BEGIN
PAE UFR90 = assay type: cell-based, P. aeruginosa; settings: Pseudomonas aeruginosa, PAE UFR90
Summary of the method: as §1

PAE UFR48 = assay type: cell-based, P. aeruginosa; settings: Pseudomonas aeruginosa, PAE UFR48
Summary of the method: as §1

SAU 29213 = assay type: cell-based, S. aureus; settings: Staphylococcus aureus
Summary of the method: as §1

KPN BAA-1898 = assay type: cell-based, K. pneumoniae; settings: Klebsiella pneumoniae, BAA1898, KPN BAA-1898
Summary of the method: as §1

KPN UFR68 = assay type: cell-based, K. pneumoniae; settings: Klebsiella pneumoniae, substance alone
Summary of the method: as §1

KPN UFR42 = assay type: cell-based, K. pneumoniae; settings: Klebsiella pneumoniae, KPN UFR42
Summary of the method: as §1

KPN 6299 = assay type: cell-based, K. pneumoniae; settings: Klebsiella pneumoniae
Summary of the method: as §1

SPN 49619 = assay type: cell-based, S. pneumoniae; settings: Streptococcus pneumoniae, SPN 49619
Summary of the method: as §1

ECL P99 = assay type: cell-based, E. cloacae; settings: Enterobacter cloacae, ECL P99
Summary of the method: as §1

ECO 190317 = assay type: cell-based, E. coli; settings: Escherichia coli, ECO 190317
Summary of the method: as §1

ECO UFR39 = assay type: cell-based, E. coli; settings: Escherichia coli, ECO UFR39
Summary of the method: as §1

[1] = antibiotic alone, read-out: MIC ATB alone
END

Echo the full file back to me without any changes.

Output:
PAE UFR90 = assay type: cell-based, P. aeruginosa; settings: Pseudomonas aeruginosa, PAE UFR90
Summary of the method: as §1

PAE UFR48 = assay type: cell-based, P. aeruginosa; settings: Pseudomonas aeruginosa, PAE UFR48
Summary of the method: as §1

SAU 29213 = assay type: cell-based, S. aureus; settings: Staphylococcus aureus
Summary of the method: as §1

KPN BAA-1898 = assay type: cell-based, K. pneumoniae; settings: Klebsiella pneumoniae, BAA1898, KPN BAA-1898
Summary of the method: as §1

KPN UFR68 = assay type: cell-based, K. pneumoniae; settings: Klebsiella pneumoniae, substance alone
Summary of the method: as §1

KPN UFR42 = assay type: cell-based, K. pneumoniae; settings: Klebsiella pneumoniae, KPN UFR42
Summary of the method: as §1

KPN 6299 = assay type: cell-based, K. pneumoniae; settings: Klebsiella pneumoniae
Summary of the method: as §1

SPN 49619 = assay type: cell-based, S. pneumoniae; settings: Streptococcus pneumoniae, SPN 49619
Summary of the method: as §1

ECL P99 = assay type: cell-based, E. cloacae; settings: Enterobacter cloacae, ECL P99
Summary of the method: as §1

ECO 190317 = assay type: cell-based, E. coli; settings: Escherichia coli, ECO 190317
Summary of the method: as §1

ECO UFR39 = assay type: cell-based, E. coli; settings: Escherichia coli, ECO UFR39
Summary of the method: as §1

[1] = antibiotic alone, read-out: MIC ATB alone